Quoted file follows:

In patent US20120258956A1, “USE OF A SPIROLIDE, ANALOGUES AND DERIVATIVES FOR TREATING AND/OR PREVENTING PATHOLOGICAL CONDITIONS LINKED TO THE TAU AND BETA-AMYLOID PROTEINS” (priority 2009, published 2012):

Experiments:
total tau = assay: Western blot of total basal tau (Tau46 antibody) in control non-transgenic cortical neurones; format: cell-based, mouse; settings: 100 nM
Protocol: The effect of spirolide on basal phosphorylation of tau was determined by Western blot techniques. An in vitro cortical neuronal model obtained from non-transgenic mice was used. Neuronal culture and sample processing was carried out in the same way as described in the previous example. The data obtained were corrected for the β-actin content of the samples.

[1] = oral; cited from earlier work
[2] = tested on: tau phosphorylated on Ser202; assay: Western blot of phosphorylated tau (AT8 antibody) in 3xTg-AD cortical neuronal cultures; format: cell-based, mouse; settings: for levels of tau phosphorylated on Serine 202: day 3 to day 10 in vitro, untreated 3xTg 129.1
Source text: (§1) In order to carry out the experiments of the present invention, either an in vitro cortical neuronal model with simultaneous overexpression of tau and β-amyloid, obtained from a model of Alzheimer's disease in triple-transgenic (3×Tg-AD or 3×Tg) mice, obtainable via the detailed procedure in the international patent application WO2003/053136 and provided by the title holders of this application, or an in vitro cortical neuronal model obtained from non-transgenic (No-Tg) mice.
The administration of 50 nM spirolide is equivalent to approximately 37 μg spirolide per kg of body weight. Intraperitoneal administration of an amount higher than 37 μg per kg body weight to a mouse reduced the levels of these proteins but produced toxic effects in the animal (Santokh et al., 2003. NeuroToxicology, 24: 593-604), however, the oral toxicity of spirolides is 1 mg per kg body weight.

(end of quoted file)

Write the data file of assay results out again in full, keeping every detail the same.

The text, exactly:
In patent US20120258956A1, “USE OF A SPIROLIDE, ANALOGUES AND DERIVATIVES FOR TREATING AND/OR PREVENTING PATHOLOGICAL CONDITIONS LINKED TO THE TAU AND BETA-AMYLOID PROTEINS” (priority 2009, published 2012):

Experiments:
total tau = assay: Western blot of total basal tau (Tau46 antibody) in control non-transgenic cortical neurones; format: cell-based, mouse; settings: 100 nM
Protocol: The effect of spirolide on basal phosphorylation of tau was determined by Western blot techniques. An in vitro cortical neuronal model obtained from non-transgenic mice was used. Neuronal culture and sample processing was carried out in the same way as described in the previous example. The data obtained were corrected for the β-actin content of the samples.

[1] = oral; cited from earlier work
[2] = tested on: tau phosphorylated on Ser202; assay: Western blot of phosphorylated tau (AT8 antibody) in 3xTg-AD cortical neuronal cultures; format: cell-based, mouse; settings: for levels of tau phosphorylated on Serine 202: day 3 to day 10 in vitro, untreated 3xTg 129.1
Source text: (§1) In order to carry out the experiments of the present invention, either an in vitro cortical neuronal model with simultaneous overexpression of tau and β-amyloid, obtained from a model of Alzheimer's disease in triple-transgenic (3×Tg-AD or 3×Tg) mice, obtainable via the detailed procedure in the international patent application WO2003/053136 and provided by the title holders of this application, or an in vitro cortical neuronal model obtained from non-transgenic (No-Tg) mice.
The administration of 50 nM spirolide is equivalent to approximately 37 μg spirolide per kg of body weight. Intraperitoneal administration of an amount higher than 37 μg per kg body weight to a mouse reduced the levels of these proteins but produced toxic effects in the animal (Santokh et al., 2003. NeuroToxicology, 24: 593-604), however, the oral toxicity of spirolides is 1 mg per kg body weight.